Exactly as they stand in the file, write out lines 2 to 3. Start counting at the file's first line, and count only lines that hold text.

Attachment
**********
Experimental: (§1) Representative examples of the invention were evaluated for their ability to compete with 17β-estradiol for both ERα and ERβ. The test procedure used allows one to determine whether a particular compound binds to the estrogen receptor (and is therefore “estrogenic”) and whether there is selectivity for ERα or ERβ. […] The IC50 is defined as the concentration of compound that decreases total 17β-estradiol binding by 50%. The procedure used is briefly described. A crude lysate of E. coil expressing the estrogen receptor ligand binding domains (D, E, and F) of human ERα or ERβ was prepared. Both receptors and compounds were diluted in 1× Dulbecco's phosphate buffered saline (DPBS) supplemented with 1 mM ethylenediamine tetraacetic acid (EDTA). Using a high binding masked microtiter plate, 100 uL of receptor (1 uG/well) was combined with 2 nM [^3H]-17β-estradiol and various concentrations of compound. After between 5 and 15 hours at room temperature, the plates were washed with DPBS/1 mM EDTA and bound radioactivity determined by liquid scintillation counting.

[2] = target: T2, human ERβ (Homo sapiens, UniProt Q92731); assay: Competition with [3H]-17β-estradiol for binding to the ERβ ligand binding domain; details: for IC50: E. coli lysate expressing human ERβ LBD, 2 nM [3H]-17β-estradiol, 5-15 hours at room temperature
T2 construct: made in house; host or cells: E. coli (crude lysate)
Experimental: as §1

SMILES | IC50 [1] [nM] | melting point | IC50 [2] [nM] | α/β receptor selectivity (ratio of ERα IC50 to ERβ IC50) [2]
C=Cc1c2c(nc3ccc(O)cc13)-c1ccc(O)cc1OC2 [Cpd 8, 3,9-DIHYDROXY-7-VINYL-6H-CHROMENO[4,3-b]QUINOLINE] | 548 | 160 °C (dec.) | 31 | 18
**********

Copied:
[2] = target: T2, human ERβ (Homo sapiens, UniProt Q92731); assay: Competition with [3H]-17β-estradiol for binding to the ERβ ligand binding domain; details: for IC50: E. coli lysate expressing human ERβ LBD, 2 nM [3H]-17β-estradiol, 5-15 hours at room temperature
T2 construct: made in house; host or cells: E. coli (crude lysate)